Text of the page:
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The first 100% QuickBasic game Review magazine

A Tale of Two Industries 

(4/11/2000) The worry over the future of QB doesn't have anything to do with QB at all. Confused? Read on. 

Hello again, QB Gamers. QBShire here, with another insight into the world of QuickBasic. Now lately, I've been hearing a lot of people talk about the "future of QB". No matter what discussion board or site I visit, the credibility of QuickBasic as a language and a gaming compiler are questioned, despite games recently created by QB proggers that have pushed QB to another level. (I'm talking about Shell Shock or Project Zeta or Super Stack.) Lately, QB games are simply getting better and better. All this, and the number of QB sites and magazines are still increasing!

The new wave of Operating Systems don't seem to be the cause of the problem either. Windows 2000 has been reported to handle QB games with nearly no hitches, and QB games have even expanded to the Macintosh with the help of software like Virtual PC, provided by Connectix. The way I see it, there is no compatibility issue between the QB games of today and the systems of tomorrow.

So why all the fuss?

Well, I have a theory that explains why people are so worried about the future of QuickBasic. While QB games are getting better and better, video game consoles and commercial PC games have been suffering. The video game industry is at a serious transitional phase. Sega has re-entered the video game world with the Dreamcast while Sony's Playstation 2 made its debut in Japan. Within the next two years, Nintendo will join the 128-bit warfare with their new system, Project Dolphin. And finally, the fallen giant Microsoft has a video game system of their own, the X-Box.

So what does this have to with QB? Well, in the old Sega Genesis vs. Super Nintendo days, developers wanted to make creative games. These old-school console games are a source of inspiration for QB proggers. During the Sega/Nintendo era, classics like Lianne in the Dark Crown, MiniRPG 2, and Monospace began to surface. Suddenly the Internet was riddled with a new and exciting library of video games as only QB could offer.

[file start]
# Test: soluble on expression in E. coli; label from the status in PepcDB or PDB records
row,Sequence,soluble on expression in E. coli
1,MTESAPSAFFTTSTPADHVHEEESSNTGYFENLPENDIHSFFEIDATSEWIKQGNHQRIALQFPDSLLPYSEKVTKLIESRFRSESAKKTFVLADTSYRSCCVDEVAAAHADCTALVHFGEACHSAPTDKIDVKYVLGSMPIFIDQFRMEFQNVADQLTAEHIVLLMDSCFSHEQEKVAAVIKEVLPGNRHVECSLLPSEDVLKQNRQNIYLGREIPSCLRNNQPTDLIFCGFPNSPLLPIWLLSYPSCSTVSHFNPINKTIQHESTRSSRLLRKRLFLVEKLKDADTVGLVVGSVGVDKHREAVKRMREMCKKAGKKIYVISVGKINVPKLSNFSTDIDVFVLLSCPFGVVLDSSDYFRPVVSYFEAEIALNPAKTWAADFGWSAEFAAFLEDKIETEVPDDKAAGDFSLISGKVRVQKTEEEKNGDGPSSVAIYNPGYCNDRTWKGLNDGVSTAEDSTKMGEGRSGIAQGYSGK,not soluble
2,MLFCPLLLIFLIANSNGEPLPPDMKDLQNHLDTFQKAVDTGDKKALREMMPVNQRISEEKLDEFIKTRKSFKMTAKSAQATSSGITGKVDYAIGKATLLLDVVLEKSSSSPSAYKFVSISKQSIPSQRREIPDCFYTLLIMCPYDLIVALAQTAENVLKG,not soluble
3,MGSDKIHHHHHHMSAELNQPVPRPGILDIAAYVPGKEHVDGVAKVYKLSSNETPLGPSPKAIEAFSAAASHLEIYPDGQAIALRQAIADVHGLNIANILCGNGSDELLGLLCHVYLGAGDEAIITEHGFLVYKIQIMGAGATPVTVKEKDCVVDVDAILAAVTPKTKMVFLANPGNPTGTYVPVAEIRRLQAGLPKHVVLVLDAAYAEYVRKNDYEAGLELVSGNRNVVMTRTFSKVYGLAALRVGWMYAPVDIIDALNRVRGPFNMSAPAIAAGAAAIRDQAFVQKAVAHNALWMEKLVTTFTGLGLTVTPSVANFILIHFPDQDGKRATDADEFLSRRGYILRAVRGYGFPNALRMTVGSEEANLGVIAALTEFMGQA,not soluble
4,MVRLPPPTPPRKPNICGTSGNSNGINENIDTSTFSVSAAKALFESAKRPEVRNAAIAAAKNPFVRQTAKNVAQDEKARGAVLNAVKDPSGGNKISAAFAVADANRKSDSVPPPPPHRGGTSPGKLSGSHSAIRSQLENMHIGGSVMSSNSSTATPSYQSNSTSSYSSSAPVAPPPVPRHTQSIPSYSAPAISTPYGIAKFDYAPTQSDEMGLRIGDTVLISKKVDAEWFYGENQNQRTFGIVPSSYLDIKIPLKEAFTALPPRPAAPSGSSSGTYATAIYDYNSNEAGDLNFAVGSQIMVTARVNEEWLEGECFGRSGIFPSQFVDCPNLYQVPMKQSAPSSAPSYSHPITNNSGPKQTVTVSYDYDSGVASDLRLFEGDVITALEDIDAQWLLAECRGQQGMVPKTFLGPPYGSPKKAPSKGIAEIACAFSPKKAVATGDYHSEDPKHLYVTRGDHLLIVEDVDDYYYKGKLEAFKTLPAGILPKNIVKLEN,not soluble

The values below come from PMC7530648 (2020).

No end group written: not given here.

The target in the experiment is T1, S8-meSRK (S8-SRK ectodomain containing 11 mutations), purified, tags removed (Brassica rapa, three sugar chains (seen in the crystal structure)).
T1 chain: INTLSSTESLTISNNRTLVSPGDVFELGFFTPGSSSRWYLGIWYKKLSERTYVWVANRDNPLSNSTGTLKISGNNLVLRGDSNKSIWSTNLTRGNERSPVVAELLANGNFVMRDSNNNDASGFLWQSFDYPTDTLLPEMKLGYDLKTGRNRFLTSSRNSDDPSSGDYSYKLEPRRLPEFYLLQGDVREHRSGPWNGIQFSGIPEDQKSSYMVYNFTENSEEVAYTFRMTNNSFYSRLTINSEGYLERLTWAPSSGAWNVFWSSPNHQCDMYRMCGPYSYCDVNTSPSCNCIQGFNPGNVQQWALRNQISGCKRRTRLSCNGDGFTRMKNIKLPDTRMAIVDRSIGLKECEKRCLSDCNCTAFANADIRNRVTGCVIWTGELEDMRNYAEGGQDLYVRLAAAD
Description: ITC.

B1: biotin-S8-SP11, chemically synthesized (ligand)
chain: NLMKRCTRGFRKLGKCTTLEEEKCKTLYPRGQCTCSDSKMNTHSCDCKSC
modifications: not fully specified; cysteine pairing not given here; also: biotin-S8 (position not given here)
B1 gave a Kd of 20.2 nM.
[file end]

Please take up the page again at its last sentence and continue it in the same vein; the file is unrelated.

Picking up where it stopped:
But in the next-gen wars, the creative juices of the console giants have been improvised by multi-million dollar ad campaigns and unoriginal ideas. Just about every major title in the video game market this year is either a Final-Fantasy ripoff (often from Square themselves), a sub-par racing game, an RTS wannabe, or a clone of a successful formula from videogames past. The only exception is the Pokémon craze, which has been such a creative burst that it has become the life-saver for Nintendo 64.

While there are no short-term defects from the lack of creativity that has haunted the console and PC wars, this is a tremendous blow for QB gamers because there are no more video games that inspire them. Games like Zelda 3, Super Mario World, and Sonic 2 are the same hi-quality games that inspired QB classics like Shadow of Power, Around the World, and Spinball. It's almost impossible to get the same inspiration from 2nd-rate clones like Syphon Filter 2 (Goldeneye clone), Tomb Raider: The Last Revelation (yet another Lara Croft game with little or no change), and Sonic Adventure (which is Sonic without any character, in full 3D glory).

The fact is, living in a world where there are no new videogames to idolize is a new idea for most of us. If you aren't insired by the current wave of console games, there are other ways to fuel your creative spirit. You can walk around in the park and enjoy the benefits of green grass, blue skies, and clean oxygen. Maybe you can listen to the radio, play some Monopoly, or get a girlfriend. There are so many things in this world that can make you happy. Then maybe you wouldn't be so worried about the future anymore.

QB forever!


Editior, V Planet! QuickBasic Magazine 

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